What Constitutes a Defective Sidewalk?

By Peter DePaolis

Personal Injury Attorneys Fighting for Victims of Defective Sidewalks in Washington, D.C.

A defective sidewalk can lead to a plethora of devastating injuries – from slips and trips to broken bones, facial lacerations, or even a traumatic brain injury (TBI). However, what constitutes a defective sidewalk versus a person’s natural clumsiness? How would that determination affect your ability to collect compensation if you were injured from that sidewalk-related injury?

Remedying issues from a defective sidewalk is typically something the city is responsible for doing. When the city fails to remedy these defects, and a pedestrian is injured, there are legal ramifications.

Can You Sue for a Defective Sidewalk?

If you were injured while walking on a defective sidewalk, you must first determine who is responsible for the injury and prove the following four elements, which include:

  1. The Duty of Care – First and most importantly, you must demonstrate that there was a duty of care owed to you and other individuals using the sidewalks. This means that the person responsible must keep them in reasonably safe conditions. Reasonably safe does not mean “free of all injury potential.” Instead, it refers to unreasonable conditions, such as an obvious tripping hazard; owners must ensure that they are adequate for the amount and type of foot traffic they receive.
  2. Breach of the Duty – Next, you must prove that the city failed to remedy the defect. In other words, it violated its duty to maintain the sidewalk’s condition.
  3. Causation – Causation, or proximate cause, refers to the fact that the defect in the sidewalk and the city’s lack of response to that defect were the cause of your injuries. You must show that it is more than probable that the sidewalk’s defect caused your injury in order to meet the demands of proximate cause.
  4. Notification – While that path might have led to your injury, and the city failed to fix it, you must prove that the city was aware or should have been aware of that defect. Realize that the city manages thousands of miles of sidewalks; therefore, every minute detail is not readily reported. However, if the city was notified and had adequate time to correct it, but did not, then you might have the notification proof you need for a settlement.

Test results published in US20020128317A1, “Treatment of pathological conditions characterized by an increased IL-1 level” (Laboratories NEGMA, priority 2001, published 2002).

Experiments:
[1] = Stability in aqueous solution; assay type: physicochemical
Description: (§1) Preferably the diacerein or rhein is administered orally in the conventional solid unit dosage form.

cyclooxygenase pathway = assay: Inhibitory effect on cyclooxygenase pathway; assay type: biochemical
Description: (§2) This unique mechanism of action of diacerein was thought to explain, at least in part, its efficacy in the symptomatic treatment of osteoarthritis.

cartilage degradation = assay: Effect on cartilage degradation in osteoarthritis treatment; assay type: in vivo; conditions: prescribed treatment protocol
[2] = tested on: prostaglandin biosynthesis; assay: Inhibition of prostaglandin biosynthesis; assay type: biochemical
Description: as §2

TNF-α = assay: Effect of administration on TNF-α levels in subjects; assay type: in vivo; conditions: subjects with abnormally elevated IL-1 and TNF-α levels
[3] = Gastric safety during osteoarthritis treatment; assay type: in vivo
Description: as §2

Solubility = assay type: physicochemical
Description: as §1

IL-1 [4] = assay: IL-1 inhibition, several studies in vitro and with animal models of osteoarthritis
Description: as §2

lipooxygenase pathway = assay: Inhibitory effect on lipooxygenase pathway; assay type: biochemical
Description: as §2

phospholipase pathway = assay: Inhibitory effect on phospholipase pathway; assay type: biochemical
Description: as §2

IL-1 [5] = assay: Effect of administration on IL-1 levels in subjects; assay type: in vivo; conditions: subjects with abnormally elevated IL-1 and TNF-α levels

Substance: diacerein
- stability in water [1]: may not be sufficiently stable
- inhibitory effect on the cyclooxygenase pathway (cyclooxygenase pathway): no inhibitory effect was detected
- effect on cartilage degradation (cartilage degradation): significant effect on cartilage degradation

Say, for example, that a person has already slipped and fallen on a sidewalk due to the defect. Therefore, the city knew that a previous injury occurred. However, it decided to wait on repairing the defect. Several months later, another person is injured. In this case, the city had notification and plenty of time to rectify the hazard, but failed to do so.

Should You Consult an Attorney Regarding Your Injuries on a Defective Sidewalk?

Anytime when you suffer injuries on government property, it is imperative that you speak with an attorney. The process of filing a claim against a government agency is highly involved, and even though the city is liable, you have specific protocols that you must follow to file your claim successfully.

For assistance with your injury case, contact Koonz McKenney Johnson & DePaolis LLP for a free case evaluation. You can call one of our three offices directly or connect with an advocate online.

About the Author
Peter DePaolis joined the firm in 1980 and has since represented a large number of individuals involved in automobile collisions, truck accidents, bus crashes, defective products, and medical malpractice cases. A significant portion of Mr. DePaolis’ practice is devoted to working on behalf of people suffering from asbestosis, mesothelioma, and other asbestos-related cancers. He has led his firm’s fight against the asbestos industry and has recovered over $30 million in damages for asbestos victims and their families.